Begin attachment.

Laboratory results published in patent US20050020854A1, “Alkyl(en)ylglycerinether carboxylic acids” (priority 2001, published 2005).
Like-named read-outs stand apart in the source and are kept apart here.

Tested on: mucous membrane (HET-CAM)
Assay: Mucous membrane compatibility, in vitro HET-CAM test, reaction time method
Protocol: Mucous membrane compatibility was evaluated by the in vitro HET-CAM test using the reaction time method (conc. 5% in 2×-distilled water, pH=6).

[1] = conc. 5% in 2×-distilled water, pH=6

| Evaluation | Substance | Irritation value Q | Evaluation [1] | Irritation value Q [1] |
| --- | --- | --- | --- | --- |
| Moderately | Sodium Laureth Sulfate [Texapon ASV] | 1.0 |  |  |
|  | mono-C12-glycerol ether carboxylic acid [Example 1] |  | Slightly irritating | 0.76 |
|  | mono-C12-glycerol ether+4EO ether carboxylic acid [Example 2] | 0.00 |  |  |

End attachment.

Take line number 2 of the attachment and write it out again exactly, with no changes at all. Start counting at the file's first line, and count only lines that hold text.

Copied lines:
Like-named read-outs stand apart in the source and are kept apart here.